The term “Systems” language is a bit useless.

Written by: Robert R. Russell on Monday, February 5, 2024.

This post was prompted by a discussion about including Rust in the FreeBSD base system.

I don’t think the term systems language is as usefull now as it was several years ago.


What is a system?

That question has several answers. Possible answers include:

System’s have different requirements.

Not all of these programs interact with each other or the operating system in the same way or necessarily have the same requirements. For example changing a users password on UNIX systems can generally be done without direct system calls, but forcing the kernel to reload its active partition tables generally does. So the requirements for the programming languages we might use to implement those two tasks can vary.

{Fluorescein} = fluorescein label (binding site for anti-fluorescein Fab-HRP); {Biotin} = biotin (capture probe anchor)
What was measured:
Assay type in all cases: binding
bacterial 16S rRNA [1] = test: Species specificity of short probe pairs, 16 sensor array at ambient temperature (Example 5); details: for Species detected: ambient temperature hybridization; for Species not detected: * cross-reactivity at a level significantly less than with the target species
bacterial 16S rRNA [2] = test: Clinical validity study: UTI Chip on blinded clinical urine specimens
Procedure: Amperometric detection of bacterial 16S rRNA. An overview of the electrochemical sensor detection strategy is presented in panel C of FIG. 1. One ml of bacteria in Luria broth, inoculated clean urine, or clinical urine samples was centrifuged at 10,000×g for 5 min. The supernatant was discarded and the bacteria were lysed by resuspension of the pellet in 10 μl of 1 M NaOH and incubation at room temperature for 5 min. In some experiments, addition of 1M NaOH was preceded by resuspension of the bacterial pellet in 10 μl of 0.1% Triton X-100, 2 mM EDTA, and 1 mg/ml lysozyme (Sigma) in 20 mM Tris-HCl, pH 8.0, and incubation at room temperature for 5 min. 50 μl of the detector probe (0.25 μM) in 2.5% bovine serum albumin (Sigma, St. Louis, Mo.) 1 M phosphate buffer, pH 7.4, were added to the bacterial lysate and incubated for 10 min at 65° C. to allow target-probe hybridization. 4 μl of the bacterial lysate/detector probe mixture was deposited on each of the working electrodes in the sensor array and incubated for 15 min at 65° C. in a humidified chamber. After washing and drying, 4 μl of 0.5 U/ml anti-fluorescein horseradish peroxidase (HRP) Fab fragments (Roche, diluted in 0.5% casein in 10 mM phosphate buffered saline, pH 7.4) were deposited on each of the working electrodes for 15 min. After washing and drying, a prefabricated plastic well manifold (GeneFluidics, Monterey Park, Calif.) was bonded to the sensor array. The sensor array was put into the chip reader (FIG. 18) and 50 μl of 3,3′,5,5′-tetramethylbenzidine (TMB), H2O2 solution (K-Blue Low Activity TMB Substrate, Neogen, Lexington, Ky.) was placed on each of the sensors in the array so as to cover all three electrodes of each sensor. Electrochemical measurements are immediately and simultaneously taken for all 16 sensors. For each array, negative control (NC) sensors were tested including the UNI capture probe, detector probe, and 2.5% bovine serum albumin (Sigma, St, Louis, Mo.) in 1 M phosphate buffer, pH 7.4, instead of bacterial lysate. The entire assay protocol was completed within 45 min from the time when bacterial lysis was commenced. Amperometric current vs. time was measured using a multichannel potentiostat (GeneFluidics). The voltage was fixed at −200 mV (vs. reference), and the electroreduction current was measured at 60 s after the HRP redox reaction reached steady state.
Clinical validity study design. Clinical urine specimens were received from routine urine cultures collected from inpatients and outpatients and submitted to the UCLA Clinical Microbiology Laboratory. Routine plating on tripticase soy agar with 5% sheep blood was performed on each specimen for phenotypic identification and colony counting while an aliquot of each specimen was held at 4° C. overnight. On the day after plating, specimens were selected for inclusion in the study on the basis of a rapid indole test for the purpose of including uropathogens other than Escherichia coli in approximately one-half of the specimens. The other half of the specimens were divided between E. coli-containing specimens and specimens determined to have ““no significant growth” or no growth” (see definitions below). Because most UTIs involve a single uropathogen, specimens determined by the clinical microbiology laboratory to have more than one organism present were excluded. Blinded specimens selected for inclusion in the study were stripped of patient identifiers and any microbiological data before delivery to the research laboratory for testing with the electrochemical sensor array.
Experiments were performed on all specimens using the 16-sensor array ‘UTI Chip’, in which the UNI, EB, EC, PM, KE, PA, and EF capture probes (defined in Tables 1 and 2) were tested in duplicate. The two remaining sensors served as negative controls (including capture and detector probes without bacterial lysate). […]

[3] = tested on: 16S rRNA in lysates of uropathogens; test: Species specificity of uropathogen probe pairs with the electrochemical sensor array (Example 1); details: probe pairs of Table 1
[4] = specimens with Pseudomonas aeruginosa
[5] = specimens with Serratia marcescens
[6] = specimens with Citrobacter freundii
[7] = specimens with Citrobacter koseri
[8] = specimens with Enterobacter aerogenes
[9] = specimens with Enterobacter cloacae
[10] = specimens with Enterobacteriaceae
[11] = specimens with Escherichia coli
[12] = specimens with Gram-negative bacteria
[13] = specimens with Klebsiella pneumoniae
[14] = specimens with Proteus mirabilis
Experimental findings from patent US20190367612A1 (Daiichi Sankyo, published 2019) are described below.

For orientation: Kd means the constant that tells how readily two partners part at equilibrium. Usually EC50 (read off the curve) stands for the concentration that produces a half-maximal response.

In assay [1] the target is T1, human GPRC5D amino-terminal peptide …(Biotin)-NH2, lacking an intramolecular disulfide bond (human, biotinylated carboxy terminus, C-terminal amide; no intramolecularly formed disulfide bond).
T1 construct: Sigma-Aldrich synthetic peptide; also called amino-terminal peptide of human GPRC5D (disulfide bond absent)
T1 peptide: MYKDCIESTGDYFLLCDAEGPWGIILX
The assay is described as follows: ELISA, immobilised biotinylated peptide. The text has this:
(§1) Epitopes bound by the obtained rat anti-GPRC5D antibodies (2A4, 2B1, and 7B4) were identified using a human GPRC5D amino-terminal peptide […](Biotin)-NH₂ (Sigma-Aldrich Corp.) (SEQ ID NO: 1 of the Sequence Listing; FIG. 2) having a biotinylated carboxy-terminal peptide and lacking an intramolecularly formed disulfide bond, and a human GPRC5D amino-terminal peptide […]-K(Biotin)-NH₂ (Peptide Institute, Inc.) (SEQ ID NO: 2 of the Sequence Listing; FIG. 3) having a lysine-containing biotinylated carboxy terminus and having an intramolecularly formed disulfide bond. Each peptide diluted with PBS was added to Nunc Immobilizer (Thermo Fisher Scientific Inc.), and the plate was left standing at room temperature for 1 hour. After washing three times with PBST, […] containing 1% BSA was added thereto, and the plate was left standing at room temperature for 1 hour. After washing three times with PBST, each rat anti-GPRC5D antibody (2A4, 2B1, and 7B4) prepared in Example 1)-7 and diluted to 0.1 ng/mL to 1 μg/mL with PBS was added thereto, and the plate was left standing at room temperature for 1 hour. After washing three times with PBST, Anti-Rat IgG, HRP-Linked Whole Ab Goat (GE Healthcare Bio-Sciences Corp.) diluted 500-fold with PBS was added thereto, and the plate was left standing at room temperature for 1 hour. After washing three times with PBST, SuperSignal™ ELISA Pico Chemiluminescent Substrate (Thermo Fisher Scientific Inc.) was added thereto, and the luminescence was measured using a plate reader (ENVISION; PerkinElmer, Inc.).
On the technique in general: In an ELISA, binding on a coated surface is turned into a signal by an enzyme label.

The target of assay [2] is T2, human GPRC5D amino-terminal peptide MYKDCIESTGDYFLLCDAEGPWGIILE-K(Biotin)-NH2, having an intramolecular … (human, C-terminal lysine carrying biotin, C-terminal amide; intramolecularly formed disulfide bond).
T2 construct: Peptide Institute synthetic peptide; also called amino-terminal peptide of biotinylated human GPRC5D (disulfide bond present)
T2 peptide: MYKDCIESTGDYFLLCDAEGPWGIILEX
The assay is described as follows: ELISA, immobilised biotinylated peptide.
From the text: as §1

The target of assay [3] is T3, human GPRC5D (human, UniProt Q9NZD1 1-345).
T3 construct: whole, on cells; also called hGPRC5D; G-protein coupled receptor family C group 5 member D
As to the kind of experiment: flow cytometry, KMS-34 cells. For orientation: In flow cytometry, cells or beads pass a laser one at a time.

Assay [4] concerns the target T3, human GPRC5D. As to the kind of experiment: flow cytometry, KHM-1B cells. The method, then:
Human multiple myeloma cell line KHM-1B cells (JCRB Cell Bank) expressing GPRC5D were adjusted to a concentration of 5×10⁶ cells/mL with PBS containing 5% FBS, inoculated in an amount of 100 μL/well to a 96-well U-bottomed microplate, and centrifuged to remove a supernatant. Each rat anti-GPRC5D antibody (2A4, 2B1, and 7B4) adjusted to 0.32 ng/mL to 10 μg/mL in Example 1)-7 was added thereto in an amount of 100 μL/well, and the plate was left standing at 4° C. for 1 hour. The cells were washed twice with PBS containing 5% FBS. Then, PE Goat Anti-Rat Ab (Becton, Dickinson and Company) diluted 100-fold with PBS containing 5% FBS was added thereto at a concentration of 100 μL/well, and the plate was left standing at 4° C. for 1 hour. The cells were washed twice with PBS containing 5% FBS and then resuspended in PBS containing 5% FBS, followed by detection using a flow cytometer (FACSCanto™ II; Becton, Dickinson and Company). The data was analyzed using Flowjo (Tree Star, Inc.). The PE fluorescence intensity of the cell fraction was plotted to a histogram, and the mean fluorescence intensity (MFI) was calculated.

In those two examples Perl is an adequate tool for user management and has been used so historically. I don’t know of any disk partitioning software written in Perl.

Kernels and System Libraries

In my and probably a lot of other people’s minds this is what the term systems programming language has meant. It is a programming language you use to write the most basic parts of an operating system in.

Kernels require:

System libraries require:

Management utilities and such.


I suggest using the requirements needed from the programming language instead of more general terms like “scripting” language or “systems” language.

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